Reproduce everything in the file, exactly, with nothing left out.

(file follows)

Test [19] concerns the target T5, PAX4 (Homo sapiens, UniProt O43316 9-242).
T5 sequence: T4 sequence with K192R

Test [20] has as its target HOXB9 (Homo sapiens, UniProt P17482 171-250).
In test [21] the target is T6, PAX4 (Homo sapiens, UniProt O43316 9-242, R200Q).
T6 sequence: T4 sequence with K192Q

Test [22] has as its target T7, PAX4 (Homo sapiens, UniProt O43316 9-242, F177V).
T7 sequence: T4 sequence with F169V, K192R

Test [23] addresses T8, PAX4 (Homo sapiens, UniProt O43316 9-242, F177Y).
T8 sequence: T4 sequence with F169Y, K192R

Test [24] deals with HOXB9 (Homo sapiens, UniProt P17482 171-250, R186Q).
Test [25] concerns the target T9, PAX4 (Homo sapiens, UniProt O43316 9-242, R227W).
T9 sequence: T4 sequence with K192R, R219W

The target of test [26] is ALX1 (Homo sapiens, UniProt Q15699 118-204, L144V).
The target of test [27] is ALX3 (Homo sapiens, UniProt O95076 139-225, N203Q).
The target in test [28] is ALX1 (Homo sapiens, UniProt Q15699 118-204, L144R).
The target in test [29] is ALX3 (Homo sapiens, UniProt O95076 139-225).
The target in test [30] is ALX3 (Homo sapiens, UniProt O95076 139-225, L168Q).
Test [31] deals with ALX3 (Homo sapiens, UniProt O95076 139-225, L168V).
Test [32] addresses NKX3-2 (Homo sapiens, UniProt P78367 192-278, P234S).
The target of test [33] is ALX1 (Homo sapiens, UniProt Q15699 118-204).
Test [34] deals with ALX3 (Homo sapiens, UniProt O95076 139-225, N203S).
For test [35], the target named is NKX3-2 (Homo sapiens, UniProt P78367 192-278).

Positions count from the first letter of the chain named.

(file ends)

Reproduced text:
Test [19] concerns the target T5, PAX4 (Homo sapiens, UniProt O43316 9-242).
T5 sequence: T4 sequence with K192R

Test [20] has as its target HOXB9 (Homo sapiens, UniProt P17482 171-250).
In test [21] the target is T6, PAX4 (Homo sapiens, UniProt O43316 9-242, R200Q).
T6 sequence: T4 sequence with K192Q

Test [22] has as its target T7, PAX4 (Homo sapiens, UniProt O43316 9-242, F177V).
T7 sequence: T4 sequence with F169V, K192R

Test [23] addresses T8, PAX4 (Homo sapiens, UniProt O43316 9-242, F177Y).
T8 sequence: T4 sequence with F169Y, K192R

Test [24] deals with HOXB9 (Homo sapiens, UniProt P17482 171-250, R186Q).
Test [25] concerns the target T9, PAX4 (Homo sapiens, UniProt O43316 9-242, R227W).
T9 sequence: T4 sequence with K192R, R219W

The target of test [26] is ALX1 (Homo sapiens, UniProt Q15699 118-204, L144V).
The target of test [27] is ALX3 (Homo sapiens, UniProt O95076 139-225, N203Q).
The target in test [28] is ALX1 (Homo sapiens, UniProt Q15699 118-204, L144R).
The target in test [29] is ALX3 (Homo sapiens, UniProt O95076 139-225).
The target in test [30] is ALX3 (Homo sapiens, UniProt O95076 139-225, L168Q).
Test [31] deals with ALX3 (Homo sapiens, UniProt O95076 139-225, L168V).
Test [32] addresses NKX3-2 (Homo sapiens, UniProt P78367 192-278, P234S).
The target of test [33] is ALX1 (Homo sapiens, UniProt Q15699 118-204).
Test [34] deals with ALX3 (Homo sapiens, UniProt O95076 139-225, N203S).
For test [35], the target named is NKX3-2 (Homo sapiens, UniProt P78367 192-278).

Positions count from the first letter of the chain named.